DisruptHR Edmonton: Interview with Diane Luzny
Diane Luzny created InnovAID when the need for her creativity and understanding of special needs met with the need for products for people with sensory issues. Lately, her interests have expanded to sharing the information that she has learned while building her company. There are many ways that people with sensory issues, such as autism, Asperger’s, ADD, ADHD, Fetal Alcohol Spectrum Disorder among other conditions, can be supported and helped. As Diane sees it, part of her mission is to simplify the vast amounts of information available and offer it in implementable, bite-sized pieces.
With less than 1 week until DisruptHR Edmonton, we tracked Diane down for a discussion around “disruption” and her upcoming role as a speaker at the event.
HR Gazette: Please tell us a little about yourself – your career path and expertise.
Diane: Creating InnovAID was not a direct route nor was it carefully planned. It was the wonderful collision of marketplace need and my interests and talents. For me, it combined the challenge of continuous learning, using my creativity, and my interest and education in psychology.
HR Gazette: What’s your company and how does it help professionals in the HR & Talent arena?
Diane: We generally work with occupational therapists who work with children with sensory needs, such as ADD, ADHD, autism, Asperger’s, fetal alcohol spectrum disorder. What people often forget is that these conditions aren’t always outgrown. All of these conditions become part of the workplace. They can cause havoc or employers can have structures or processes in place to accommodate and support their workforce.
HR Gazette: What motivated you to become a speaker at DisruptHR Edmonton?
Diane: I became involved with DisruptHR because of Joy Monsma, the organizer for DisruptHR in Edmonton. She loves to learn and share new information that creates a more engaged and supportive workplace.
HR Gazette: What will you be speaking about at DisruptHR Edmonton?
Diane: I will be speaking about how people on the Autism Spectrum can cause stress in a workplace but how that can actually be a positive stress. Often the company culture and processes needed to support a diverse group of people is the same as the culture and processes needed to support those on the spectrum. Unfortunately, these often are neglected until crises occur. By becoming aware and creating a robust workplace, a company can support and draw from a wider variety of people.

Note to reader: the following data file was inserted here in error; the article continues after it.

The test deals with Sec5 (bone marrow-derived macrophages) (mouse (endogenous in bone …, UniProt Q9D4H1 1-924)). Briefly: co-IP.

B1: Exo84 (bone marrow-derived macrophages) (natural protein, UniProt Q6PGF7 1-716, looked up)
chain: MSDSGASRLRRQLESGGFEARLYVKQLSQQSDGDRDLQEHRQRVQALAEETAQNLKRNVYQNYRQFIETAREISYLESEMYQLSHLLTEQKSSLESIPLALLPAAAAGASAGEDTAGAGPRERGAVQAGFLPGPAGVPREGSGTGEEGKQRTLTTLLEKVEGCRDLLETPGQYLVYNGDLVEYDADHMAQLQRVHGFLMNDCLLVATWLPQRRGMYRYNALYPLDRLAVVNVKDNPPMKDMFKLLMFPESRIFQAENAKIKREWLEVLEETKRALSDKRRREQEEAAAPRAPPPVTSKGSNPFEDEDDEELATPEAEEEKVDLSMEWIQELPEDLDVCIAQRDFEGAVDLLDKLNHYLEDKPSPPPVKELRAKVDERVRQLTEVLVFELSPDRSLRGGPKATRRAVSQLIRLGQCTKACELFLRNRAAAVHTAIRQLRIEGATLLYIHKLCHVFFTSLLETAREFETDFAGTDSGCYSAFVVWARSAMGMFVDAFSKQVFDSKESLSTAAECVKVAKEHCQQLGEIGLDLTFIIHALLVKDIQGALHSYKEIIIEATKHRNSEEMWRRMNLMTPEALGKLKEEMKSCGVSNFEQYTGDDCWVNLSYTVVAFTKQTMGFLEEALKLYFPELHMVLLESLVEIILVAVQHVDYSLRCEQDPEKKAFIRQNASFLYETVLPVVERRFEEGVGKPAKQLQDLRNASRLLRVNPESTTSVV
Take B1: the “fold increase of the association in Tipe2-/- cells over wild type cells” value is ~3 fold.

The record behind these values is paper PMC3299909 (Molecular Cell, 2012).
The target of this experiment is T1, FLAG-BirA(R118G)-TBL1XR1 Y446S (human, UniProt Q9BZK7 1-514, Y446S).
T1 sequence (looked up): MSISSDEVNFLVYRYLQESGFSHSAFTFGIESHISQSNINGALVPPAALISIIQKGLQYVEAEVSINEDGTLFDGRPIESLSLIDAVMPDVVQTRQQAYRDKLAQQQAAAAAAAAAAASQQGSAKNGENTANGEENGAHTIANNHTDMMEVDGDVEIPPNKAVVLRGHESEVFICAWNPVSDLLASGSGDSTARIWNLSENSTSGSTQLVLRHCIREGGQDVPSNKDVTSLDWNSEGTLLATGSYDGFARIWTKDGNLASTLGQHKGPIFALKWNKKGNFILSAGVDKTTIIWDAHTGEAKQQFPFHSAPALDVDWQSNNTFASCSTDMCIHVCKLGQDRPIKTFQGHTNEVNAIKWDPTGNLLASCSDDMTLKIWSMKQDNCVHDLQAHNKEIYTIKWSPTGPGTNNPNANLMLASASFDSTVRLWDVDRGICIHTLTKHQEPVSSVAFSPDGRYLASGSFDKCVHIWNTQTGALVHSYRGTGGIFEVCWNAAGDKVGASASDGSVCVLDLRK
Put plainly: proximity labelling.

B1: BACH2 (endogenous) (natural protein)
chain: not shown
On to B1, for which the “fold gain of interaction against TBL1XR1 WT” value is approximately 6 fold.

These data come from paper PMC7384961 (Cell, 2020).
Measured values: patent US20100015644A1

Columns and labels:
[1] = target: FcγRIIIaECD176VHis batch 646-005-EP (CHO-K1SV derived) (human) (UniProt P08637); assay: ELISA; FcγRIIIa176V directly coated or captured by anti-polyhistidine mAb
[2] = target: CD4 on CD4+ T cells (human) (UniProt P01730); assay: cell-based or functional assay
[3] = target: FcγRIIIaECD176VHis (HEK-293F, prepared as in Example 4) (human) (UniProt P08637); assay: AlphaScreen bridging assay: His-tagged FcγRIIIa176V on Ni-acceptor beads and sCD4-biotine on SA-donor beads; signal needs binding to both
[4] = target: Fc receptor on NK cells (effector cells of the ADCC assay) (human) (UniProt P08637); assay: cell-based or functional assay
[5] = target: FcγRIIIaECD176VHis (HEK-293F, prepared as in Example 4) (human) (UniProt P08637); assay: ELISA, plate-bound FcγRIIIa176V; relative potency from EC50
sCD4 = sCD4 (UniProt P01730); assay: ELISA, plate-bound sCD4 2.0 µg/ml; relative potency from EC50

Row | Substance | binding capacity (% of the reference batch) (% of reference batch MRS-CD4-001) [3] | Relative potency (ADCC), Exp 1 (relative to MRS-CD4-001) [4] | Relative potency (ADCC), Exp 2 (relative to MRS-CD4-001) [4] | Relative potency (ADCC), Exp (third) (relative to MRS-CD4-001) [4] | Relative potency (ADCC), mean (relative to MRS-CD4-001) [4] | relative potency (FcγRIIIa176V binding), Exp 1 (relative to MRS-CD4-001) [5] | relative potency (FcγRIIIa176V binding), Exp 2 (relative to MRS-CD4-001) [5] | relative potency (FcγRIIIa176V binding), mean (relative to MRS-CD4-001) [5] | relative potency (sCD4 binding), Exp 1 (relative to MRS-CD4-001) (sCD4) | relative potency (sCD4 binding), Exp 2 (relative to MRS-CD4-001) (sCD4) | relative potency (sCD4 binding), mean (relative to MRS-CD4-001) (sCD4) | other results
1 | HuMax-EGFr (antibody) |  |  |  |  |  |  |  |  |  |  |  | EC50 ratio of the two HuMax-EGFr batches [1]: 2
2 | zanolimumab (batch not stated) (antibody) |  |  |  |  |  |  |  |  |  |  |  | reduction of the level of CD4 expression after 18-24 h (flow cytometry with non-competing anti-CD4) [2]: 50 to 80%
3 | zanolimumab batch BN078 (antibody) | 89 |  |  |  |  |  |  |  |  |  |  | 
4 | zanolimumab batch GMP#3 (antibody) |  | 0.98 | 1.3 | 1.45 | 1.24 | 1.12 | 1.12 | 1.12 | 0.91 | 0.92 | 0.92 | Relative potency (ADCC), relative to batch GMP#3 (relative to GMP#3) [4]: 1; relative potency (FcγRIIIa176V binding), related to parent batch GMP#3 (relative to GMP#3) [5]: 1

HR Gazette: Why is your topic important to HR and Talent pros?
Diane: The Autism Spectrum is broad and encompasses those who are severely affected and those whose autism is a strength and who have done very well in life. People often are only aware of the former. The incidence of autism is rising. Chances are, you are already working with or know someone with autism. Building a workplace that respects and supports a wide range of differences, including creativity and cultural differences, is a strong workplace. A workplace that can grow during good times and survive, and perhaps grow during hard times.
HR Gazette: You only have 5 minutes to speak to the audience. What unique challenges, and indeed opportunities, does such a condensed speaking slot offer?
Diane: I have chosen to speak about a general topic. It is always a challenge to address a general topic, include meaningful ideas and ask for something specific at the end, but more so within 5 minutes.
HR Gazette: How does DisruptHR provide you with a platform to talk about talent in new ways?
Diane: This allows me to present two main ideas: First, if your company if of any size, you will have people on the spectrum working for you. Second, building a workplace that supports these people means you are building a stronger workplace for all.
HR Gazette: The HR Gazette is a big believer in the shift from traditional thoughts of HR to embracing modern HR as part of ‘people and culture’. What does ‘people and culture’ mean to you?
Diane: ‘People and culture’ has a double meaning for me: there is both the company culture and as the world shrinks, there will be many cultures of the world which need to be embraced if a company wants to draw from a large enough pool of people. Thankfully, there is an overlap in the two forms of culture. A healthy work culture supports and encourages productive contributions from people of a variety of cultures.
HR Gazette: Please share 2 or 3 ‘influencers’ in the people and culture space who you follow and tell us why.
Diane: The first two that popped in my head I have been fortunate enough to meet. Both are occupational therapists who have dedicated their lives to working mostly with children but adults as well, and with professionals who work with people with specific needs, to create a generation who have the body-brain connection to make the most of their lives. One is Colleen Basaraba out of Calgary, AB. The other is Diana Henry who is less defined by her location as she travels the world sharing the message of how to make the body and brain work together better. Her website says it all.
HR Gazette: What do you think will be the major developments in the people and culture space to watch out for in the next 12 months and why? For example, how does the growing numbers of Millennials in the workplace shape traditional talent management approaches?
Diane: Right now, with people having the option of being location independent and the opportunity to learn from those from around the world, there will be changes in how things are done. If the focus remains on why companies are in business, the change isn’t frightening but exciting. What are the new ways companies can share their ‘why’?
Opinions expressed in this article are those of the author and not of The HR Gazette or its team members.